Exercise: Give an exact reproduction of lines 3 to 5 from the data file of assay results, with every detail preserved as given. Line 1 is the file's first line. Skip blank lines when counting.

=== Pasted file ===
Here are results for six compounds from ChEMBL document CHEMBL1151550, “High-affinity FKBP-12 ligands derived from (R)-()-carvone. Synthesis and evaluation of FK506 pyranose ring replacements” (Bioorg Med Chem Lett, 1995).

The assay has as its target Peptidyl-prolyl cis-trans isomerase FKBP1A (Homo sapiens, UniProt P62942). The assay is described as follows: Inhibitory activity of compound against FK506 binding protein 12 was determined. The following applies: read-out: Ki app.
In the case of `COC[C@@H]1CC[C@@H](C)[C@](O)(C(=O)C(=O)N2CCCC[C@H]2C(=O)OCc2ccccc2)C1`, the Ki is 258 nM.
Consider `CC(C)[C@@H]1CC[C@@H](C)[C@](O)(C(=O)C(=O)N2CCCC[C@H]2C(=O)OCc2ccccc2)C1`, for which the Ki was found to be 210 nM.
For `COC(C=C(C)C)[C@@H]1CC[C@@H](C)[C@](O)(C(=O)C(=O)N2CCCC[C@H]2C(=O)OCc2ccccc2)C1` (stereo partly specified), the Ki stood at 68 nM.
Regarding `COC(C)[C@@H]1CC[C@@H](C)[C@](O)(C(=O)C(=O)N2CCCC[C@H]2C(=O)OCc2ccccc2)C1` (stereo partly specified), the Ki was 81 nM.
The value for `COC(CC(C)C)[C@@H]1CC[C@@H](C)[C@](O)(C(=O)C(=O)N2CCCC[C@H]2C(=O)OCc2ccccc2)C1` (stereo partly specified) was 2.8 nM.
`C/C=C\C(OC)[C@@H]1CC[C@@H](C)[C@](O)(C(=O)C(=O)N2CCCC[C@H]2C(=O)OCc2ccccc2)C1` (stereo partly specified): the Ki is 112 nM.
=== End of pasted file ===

In the case of `COC[C@@H]1CC[C@@H](C)[C@](O)(C(=O)C(=O)N2CCCC[C@H]2C(=O)OCc2ccccc2)C1`, the Ki is 258 nM.
Consider `CC(C)[C@@H]1CC[C@@H](C)[C@](O)(C(=O)C(=O)N2CCCC[C@H]2C(=O)OCc2ccccc2)C1`, for which the Ki was found to be 210 nM.
For `COC(C=C(C)C)[C@@H]1CC[C@@H](C)[C@](O)(C(=O)C(=O)N2CCCC[C@H]2C(=O)OCc2ccccc2)C1` (stereo partly specified), the Ki stood at 68 nM.